When we think of toys, we think about our childhoods and how much we enjoyed those early years of our lives. And then, inevitably, we think about that one special toy that was a favorite. That one special toy you couldn’t do without. A special blanket, a teddy bear, a truck or even a special doll.
There was one particular toy that, more than any other toy, that became the symbol of toy obsession. The Cabbage Patch Kid.
This was a toy that drove people crazy. It was one of the longest-running doll franchises ever in the United States.
Cabbage Patch Mania in 1983
If you were a kid, parent, grandparent, uncle, aunt, sister, brother – anyone – in the 1980s, then you would know about the Cabbage Patch Kids mania that gripped the country in 1983.
That year on Black Friday, people were lining up at stores – not to get great deals but buying a little Cabbage Patch Kid – at full price.
And buyers did everything they could – including wrestle each other – to get their hands on a single little doll. This was the era of the Cabbage Patch doll.
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A Foreshadowing of Things to Come
In the heyday of the Cabbage Patch Kids, people would camp outside stores to try and get their hands on one of these dolls. Others would attack displays and even swarm through parking lots for one of the baby dolls.
The kind of craze you saw for Cabbage Patch Kids was a foreshadowing of how shopping would become decades later for items such as iPhones, gaming consoles or manic Black Friday sales.
It was the sale of these dolls on that Black Friday in 1983 that set the trend for what would later become a norm – the crazy, manic buying during Black Friday sales every year.
How far did this craze go?
A “War of the Worlds” Enactment
If you want to know how far the mania went for Cabbage Patch Kids, then here is a story for you.
Once, a radio ad announced that a B-29 bomber would be air-dropping 2000 Cabbage Patch Kids over the Milwaukee County Stadium. The announcement went on to give details: if you came to the stadium with a baseball glove and waved your credit card in the air so that a passing plane could take a picture of your card, then you stood a chance of getting a Cabbage Patch Kid. It was a joke. Or, at least, it was meant to be.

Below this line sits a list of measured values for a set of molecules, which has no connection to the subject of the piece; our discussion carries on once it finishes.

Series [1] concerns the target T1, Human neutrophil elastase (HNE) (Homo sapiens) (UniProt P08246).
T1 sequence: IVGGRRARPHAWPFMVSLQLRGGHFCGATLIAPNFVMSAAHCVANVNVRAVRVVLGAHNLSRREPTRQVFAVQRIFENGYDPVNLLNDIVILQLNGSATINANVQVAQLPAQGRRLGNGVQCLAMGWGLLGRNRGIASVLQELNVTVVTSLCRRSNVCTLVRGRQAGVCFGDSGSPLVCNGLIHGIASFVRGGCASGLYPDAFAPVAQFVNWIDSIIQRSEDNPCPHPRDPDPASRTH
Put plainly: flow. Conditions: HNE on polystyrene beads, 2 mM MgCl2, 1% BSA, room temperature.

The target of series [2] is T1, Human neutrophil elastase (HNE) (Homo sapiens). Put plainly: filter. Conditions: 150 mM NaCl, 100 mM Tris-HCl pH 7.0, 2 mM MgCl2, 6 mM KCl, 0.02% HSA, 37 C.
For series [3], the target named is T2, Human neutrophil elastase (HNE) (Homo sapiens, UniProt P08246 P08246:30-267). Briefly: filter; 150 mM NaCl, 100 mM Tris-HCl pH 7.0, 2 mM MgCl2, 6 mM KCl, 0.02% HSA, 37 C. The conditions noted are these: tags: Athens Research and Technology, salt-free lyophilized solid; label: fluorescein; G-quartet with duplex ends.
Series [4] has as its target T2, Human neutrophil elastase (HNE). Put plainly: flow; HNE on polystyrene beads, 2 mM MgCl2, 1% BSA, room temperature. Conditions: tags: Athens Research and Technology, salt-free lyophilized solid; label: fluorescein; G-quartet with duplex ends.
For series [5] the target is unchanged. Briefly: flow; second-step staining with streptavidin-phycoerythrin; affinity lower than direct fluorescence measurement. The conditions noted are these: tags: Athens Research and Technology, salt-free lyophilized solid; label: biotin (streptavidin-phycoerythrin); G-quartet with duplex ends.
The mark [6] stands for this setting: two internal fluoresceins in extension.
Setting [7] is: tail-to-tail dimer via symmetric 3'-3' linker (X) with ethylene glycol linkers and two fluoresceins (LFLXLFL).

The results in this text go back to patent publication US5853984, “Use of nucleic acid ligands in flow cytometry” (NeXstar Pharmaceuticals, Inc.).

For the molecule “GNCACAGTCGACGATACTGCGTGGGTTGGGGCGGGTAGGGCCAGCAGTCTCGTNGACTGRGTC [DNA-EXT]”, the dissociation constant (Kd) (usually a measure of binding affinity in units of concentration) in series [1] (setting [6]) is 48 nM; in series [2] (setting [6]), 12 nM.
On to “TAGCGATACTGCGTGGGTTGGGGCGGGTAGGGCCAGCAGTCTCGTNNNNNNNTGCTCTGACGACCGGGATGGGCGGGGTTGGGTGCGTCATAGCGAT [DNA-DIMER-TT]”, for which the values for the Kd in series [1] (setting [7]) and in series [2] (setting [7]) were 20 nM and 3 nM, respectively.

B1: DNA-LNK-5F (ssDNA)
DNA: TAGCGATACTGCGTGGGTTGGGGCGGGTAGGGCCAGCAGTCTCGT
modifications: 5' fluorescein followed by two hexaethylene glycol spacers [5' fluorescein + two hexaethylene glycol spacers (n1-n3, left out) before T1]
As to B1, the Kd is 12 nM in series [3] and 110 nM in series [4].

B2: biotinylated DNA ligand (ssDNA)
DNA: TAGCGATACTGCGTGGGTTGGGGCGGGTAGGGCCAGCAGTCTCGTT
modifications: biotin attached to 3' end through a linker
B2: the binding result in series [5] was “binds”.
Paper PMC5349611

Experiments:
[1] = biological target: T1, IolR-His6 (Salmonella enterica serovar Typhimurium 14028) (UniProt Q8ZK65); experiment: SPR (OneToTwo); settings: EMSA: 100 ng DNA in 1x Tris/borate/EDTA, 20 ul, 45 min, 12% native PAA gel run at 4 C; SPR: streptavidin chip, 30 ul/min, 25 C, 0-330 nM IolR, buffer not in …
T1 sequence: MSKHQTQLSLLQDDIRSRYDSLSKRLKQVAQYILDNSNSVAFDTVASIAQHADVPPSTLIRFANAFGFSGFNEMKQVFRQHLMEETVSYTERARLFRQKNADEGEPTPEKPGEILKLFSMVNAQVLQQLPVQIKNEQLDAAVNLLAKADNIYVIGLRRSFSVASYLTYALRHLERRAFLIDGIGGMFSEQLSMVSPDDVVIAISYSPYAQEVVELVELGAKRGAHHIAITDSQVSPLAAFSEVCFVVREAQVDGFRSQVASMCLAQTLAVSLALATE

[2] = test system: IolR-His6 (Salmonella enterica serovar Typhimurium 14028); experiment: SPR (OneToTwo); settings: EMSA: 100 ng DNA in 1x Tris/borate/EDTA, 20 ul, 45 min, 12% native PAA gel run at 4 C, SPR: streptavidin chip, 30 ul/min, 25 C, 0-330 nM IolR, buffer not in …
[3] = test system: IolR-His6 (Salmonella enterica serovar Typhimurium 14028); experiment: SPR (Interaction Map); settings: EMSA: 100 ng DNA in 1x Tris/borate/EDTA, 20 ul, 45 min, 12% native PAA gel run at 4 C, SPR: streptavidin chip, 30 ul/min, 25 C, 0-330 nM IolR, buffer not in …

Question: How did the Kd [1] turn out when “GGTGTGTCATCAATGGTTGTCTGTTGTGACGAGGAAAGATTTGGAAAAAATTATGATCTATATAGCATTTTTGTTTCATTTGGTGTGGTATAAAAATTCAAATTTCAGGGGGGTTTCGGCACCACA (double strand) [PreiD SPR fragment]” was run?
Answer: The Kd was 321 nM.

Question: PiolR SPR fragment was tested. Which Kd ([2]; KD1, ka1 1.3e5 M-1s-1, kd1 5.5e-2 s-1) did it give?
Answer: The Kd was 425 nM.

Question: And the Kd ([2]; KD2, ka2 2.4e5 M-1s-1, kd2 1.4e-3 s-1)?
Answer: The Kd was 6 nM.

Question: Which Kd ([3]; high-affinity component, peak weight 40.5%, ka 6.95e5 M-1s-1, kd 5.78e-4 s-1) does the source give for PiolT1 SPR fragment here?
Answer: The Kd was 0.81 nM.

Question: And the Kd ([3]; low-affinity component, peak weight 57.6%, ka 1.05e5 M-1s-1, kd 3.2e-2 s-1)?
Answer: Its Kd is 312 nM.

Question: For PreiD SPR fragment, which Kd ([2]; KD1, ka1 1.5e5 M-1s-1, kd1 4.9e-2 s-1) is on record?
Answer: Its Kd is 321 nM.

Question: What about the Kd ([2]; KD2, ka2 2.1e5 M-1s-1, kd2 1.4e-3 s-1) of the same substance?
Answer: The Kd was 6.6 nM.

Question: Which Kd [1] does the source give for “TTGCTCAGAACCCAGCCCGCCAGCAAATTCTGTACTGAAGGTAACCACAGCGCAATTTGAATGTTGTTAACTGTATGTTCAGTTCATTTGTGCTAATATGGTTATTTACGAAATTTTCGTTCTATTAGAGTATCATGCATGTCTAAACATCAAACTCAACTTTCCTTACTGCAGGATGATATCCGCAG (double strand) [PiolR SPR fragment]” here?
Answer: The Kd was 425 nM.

The next thing you know, there were dozens of people at the Milwaukee stadium, carrying baseball gloves and waving their credit cards frantically in the air. It was eerily like an enactment of HG Wells’ War of the Worlds.
Photo by Carl Bruin/Daily Mirror/Mirrorpix/Getty Images
CPK Goes to Space
A little Cabbage Patch Kid was even sent into outer space through the Young Astronaut Program. A little CPK called Christopher Xavier was decked out in a space suit, complete with a helmet, and was sent off to outer space in the next space shuttle that was launched.
But what was it that drove people crazy about this soft and cuddly little doll?
It was All About Family
Cabbage Patch Kids were marketed not as toys, but as a family. There was an entire story developed to market these dolls.
According to the story, the creator of the dolls, Xavier Roberts “discovered” Cabbage Patch Kids after he followed a BunnyBee behind a waterfall when he was ten years old. Xavier discovered a magical cabbage patch behind the waterfall. The BunnyBee would sprinkle magic crystals over an open field and then a Cabbage Patch baby was born.
These babies were then taken to “Babyland General Hospital” where they were “adopted” by children and taken to their new homes.
According to the creator of the Cabbage Patch Kids, the idea came to him when he was about 21 as he was creating these dolls. He said that he had created the story himself.
Source: Good Housekeeping
Inspiration from the Folk-Arts
Xavier Roberts claimed that his inspiration to create the Cabbage Patch Kids came when he was an art student. He said he got his creative input from the folk-arts movement, because of which he tried making soft sculptures using quilting and hand-stitching techniques. Roberts said it took some attempts before he was able to give his sculptures a human form.
It was in 1976 that Roberts said that he had created something unique. He called them “Little People.” And so the Cabbage Patch Kids were born.
Then, he created shows around the country so that he could showcase these Little People. Maybe he had an inkling of how wildly popular his creations were going to get.